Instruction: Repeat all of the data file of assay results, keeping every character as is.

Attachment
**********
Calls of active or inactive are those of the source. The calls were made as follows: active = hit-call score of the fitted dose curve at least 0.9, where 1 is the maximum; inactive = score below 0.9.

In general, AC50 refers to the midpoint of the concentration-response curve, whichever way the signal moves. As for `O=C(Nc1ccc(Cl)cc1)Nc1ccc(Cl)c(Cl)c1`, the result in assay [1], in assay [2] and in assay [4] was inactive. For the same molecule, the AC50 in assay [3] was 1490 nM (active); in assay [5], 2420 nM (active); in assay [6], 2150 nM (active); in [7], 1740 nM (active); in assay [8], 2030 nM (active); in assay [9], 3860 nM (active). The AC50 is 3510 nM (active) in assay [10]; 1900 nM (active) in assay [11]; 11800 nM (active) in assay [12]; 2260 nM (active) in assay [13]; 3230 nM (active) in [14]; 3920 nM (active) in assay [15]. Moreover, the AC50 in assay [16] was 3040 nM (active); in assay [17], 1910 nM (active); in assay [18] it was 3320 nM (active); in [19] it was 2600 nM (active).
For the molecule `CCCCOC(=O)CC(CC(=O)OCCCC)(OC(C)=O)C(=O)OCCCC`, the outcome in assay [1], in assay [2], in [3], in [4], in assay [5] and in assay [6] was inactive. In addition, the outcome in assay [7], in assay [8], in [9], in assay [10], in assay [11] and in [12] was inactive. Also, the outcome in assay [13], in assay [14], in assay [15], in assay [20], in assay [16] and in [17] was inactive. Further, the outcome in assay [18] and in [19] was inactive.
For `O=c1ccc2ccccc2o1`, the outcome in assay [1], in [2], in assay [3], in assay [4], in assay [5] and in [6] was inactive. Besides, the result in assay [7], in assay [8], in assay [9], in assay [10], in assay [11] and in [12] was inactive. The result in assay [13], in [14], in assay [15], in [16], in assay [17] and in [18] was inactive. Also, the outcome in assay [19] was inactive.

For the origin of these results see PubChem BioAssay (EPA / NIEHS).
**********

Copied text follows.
Calls of active or inactive are those of the source. The calls were made as follows: active = hit-call score of the fitted dose curve at least 0.9, where 1 is the maximum; inactive = score below 0.9.

In general, AC50 refers to the midpoint of the concentration-response curve, whichever way the signal moves. As for `O=C(Nc1ccc(Cl)cc1)Nc1ccc(Cl)c(Cl)c1`, the result in assay [1], in assay [2] and in assay [4] was inactive. For the same molecule, the AC50 in assay [3] was 1490 nM (active); in assay [5], 2420 nM (active); in assay [6], 2150 nM (active); in [7], 1740 nM (active); in assay [8], 2030 nM (active); in assay [9], 3860 nM (active). The AC50 is 3510 nM (active) in assay [10]; 1900 nM (active) in assay [11]; 11800 nM (active) in assay [12]; 2260 nM (active) in assay [13]; 3230 nM (active) in [14]; 3920 nM (active) in assay [15]. Moreover, the AC50 in assay [16] was 3040 nM (active); in assay [17], 1910 nM (active); in assay [18] it was 3320 nM (active); in [19] it was 2600 nM (active).
For the molecule `CCCCOC(=O)CC(CC(=O)OCCCC)(OC(C)=O)C(=O)OCCCC`, the outcome in assay [1], in assay [2], in [3], in [4], in assay [5] and in assay [6] was inactive. In addition, the outcome in assay [7], in assay [8], in [9], in assay [10], in assay [11] and in [12] was inactive. Also, the outcome in assay [13], in assay [14], in assay [15], in assay [20], in assay [16] and in [17] was inactive. Further, the outcome in assay [18] and in [19] was inactive.
For `O=c1ccc2ccccc2o1`, the outcome in assay [1], in [2], in assay [3], in assay [4], in assay [5] and in [6] was inactive. Besides, the result in assay [7], in assay [8], in assay [9], in assay [10], in assay [11] and in [12] was inactive. The result in assay [13], in [14], in assay [15], in [16], in assay [17] and in [18] was inactive. Also, the outcome in assay [19] was inactive.

For the origin of these results see PubChem BioAssay (EPA / NIEHS).